•must use evidence for decision-making
• Healthy blend of evidence, emotion & risk
•key questions: what, so what, now what
•crucial to start with where you are, plan small
progressive steps that won’t kill your Achilles’ heel
•everyone’s lens looks through their mental models
Kim Kardforyour Mony • Socially connected
• Lobbying to have library
budget reallocated to other
• Has never used the library
• Buys all her books from
• Why does the library need so
many staff? And why are
they paid so much?
Dr. Ural Doomed • Libraries days are numbered
• Libraries aren’t relevant
• Everyone has computers and internet
• Need information? It’s all online
• Research happens in faculties not
• With edocs, ebooks, open data and
research online, believes facilities can
be made smaller – no need for print
• All about the bottomline
• Revenue and investments
• How do your services support
• Services that don’t generate
revenue are a drain on the
• If it’s not efficient, outsource
Dean of Humanities
• Influential in many circles
• Has deep seated beliefs in traditional
library services and importance of
• Libraries are institutions for archives
• Needs to demonstrate to college
that humanities still contributes to
Logic model in action for Dr. Papier
• One liaison librarian
• Faculty research support for a Grant Application
• Completed application submitted on time
• Grant dollars received by faculty
• Faculty member is able to hire 2 grad students to conduct
• Increased university visibility in research area
• Enhanced university reputation
• A number of articles are submitted and accepted by academic
journals, increased citations for faculty member
Project Outcomes: Jones & Raven 14
of it for
• No one magic measure
• “Impact” or value is dynamic, economic, psychological & relative to alternatives
• Identifying outcomes & especially impact takes a long time & heavy duty analysis
• Successful organizations:
• clarity of purpose
• understand their culture
• performance measurement system that fits that culture
• We’ve long tracked “how much”
• We also need to look at differences:
• Peaks? Dips? Switches?
• What are these statistics really telling us?
• Who needs to see these statistics?
• Are they telling a story that you want to
• Tends to focus on existing products
• Usually measured through surveys
• Are we also measuring importance?
• Survey burnout, plus the
expectation is to score all
“excellent” or “10 out of 10”
• What do you have?
• Testimonials, attributes
Focus on the sweet spot 72 % of First-year Students engaged with
Library staff services in Fall 2017
85% of these Students rated these
services as very important in
addressing their workload &
70% of all Students used the Library in Fall
83% of all these Students rated the Library
as the 2nd most important service
related to academic success on campus,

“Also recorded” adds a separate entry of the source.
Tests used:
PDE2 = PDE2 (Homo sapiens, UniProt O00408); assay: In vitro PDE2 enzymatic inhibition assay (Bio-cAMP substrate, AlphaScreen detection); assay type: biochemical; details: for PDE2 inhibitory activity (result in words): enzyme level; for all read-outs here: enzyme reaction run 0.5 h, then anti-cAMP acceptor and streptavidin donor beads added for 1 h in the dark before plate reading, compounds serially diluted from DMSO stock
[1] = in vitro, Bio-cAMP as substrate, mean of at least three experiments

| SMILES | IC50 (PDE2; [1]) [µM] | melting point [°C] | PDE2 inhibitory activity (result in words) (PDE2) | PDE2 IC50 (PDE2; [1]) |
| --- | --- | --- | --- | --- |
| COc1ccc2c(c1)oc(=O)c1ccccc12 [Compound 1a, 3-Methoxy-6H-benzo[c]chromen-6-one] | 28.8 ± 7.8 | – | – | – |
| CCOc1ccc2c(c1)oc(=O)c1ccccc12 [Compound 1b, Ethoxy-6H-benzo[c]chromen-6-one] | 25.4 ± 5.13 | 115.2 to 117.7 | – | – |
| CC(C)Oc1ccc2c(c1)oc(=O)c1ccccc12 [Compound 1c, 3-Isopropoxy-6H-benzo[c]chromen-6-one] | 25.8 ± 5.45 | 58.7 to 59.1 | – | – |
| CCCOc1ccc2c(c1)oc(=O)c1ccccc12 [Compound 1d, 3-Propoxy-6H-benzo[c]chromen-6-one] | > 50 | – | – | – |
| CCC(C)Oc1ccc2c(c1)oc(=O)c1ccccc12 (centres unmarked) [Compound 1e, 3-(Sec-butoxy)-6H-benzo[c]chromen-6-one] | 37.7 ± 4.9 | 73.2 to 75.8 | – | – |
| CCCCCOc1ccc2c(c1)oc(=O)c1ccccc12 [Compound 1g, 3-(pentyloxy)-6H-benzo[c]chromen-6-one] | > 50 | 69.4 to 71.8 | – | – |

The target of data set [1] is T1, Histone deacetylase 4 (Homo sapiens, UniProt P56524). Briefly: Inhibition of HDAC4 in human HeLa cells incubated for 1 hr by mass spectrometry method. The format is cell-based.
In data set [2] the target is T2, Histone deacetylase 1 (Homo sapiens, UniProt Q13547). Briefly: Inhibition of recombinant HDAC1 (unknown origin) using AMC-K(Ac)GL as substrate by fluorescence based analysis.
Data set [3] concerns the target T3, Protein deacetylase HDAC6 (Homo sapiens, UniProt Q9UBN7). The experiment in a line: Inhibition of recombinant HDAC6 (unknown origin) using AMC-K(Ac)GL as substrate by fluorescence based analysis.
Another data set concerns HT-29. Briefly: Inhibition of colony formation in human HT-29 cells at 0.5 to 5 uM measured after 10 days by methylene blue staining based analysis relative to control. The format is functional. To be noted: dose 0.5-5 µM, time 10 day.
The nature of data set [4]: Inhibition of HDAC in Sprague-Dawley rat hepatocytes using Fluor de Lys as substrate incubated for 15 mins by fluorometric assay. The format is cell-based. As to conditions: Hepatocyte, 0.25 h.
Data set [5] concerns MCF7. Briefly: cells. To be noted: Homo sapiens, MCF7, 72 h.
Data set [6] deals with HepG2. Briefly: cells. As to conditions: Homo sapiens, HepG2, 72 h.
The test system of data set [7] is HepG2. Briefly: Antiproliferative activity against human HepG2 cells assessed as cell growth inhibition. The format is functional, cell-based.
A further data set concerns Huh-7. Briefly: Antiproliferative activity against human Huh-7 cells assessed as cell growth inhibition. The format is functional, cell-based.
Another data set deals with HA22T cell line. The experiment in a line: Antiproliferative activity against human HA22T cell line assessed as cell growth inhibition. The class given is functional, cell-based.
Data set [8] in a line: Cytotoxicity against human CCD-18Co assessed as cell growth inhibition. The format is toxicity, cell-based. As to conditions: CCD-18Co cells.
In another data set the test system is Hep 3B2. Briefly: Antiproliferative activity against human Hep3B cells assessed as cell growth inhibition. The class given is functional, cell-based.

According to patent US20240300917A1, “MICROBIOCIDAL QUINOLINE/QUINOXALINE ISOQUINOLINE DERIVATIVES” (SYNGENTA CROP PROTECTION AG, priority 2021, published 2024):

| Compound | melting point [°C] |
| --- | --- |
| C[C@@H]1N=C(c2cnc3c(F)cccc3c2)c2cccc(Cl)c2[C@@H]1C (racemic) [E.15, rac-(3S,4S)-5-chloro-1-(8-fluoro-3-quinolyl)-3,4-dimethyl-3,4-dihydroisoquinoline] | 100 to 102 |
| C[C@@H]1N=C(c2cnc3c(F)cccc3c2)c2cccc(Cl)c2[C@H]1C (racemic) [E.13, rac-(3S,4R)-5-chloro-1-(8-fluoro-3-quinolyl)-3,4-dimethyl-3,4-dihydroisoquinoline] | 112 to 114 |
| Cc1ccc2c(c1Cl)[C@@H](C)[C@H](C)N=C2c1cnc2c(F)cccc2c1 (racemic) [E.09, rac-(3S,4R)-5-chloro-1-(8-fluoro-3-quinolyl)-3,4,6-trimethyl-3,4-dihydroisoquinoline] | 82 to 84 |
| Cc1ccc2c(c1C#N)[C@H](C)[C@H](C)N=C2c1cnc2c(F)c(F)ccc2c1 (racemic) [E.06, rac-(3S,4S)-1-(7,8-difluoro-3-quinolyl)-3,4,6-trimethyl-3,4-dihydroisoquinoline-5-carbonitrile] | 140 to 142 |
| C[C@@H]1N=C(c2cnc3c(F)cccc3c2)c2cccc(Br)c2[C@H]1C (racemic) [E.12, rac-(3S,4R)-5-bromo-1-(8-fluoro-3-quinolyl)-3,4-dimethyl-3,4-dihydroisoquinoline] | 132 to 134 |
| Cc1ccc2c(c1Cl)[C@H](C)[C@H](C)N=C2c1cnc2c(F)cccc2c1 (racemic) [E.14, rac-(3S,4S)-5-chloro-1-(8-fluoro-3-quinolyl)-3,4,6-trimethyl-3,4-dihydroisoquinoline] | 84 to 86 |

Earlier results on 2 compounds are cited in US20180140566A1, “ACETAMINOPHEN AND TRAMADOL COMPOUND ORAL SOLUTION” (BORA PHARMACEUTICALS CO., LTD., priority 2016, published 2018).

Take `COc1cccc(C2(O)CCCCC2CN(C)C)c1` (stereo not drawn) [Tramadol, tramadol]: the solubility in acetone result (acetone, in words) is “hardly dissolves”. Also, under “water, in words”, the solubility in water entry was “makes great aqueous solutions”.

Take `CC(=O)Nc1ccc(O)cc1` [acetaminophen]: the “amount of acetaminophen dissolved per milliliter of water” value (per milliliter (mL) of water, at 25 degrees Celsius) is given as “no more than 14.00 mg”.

2nd only to their faculty
Know the Context (& the Contexters)
How do they
Stakeholders – who
How is value or impact
We can't come to terms with new concepts until we
learn new language
ATM’s or PTB
Start with stakeholders
Name Position How do
What do we know about
them? What type of
stakeholder are they?
Critical that you understand the context in which the measures are considered.
1. In your organization, how is value defined, measured and conveyed?
2. Who are the stakeholders who must understand the value of your services?
The Logic Model
…goes beyond documenting what you did and
measures what difference you made in the life
(work, reputation, etc. )of your target audience…
What has been the positive change in their
sphere… as a result of what you do?
Align Strategies & Objectives
Stakeholder’s Goals & Objectives Your Goals & Objectives: How they
Accelerate product to market Catalyze product development
Improve market share in specific
Customize segment dashboards for
Increase research grants in xxx Underpin the research process and
assist with submission and completion
Manage Measurement Data
• What will success look like?
• How will you track progress towards meeting goals?
• What indicators or measures will you use?
• Qualitative? Quantitative?
• What data needs to be collected?
• Keep it key
• Keep it simple
• Be practical
• Don’t get mired – or
overwork frontline staff
• Determine a collection schedule
• Work out agreements with other departments that
have needed data
• Are you currently collecting data or indicators that
are no longer relevant?
• How long do you need to keep data?
• Who is responsible?
Define outcomes & impact
• What will success look like?
• And how will you “get” there?
Government Library Example
• $100K resource budget
• Staff to advise on development of policies
• 2500 resources utilized by 75% of department employees
• Library has contributed to the development of 6 policies in past
• 6 policies approved and in place
• Eliminate department-specific resource purchases saving the
• Credible policies
• Reduce policy duplication, “blind-sides” or contradictory policies
by at least 25% (as reported during policy debriefings)
• Reduced costs to run department
Corporate Library Example
• $80K electronic content contract
• Tech and applications to integrate library’s products and resources into the
• Skilled info pro to develop research portfolio for business development
• Customized research portfolio in response to request for background on
deal between XYZ company & ABC government agency, including specific
data on terms how ABC likes deal structured
• Library resources are integrated into business development applications
• Client extrapolated how ABC agency likes to see deals structured and
structured deal appropriately
• Organization successfully completed a deal with ABC government agency
for $10M, the 1st in 5 years
• Actually begins when you are understanding the context
• Your message: “wehave
contributed towards your goals
• If your goals & objectives are meaningful for your planning
& decision-making, your measures will be indispensable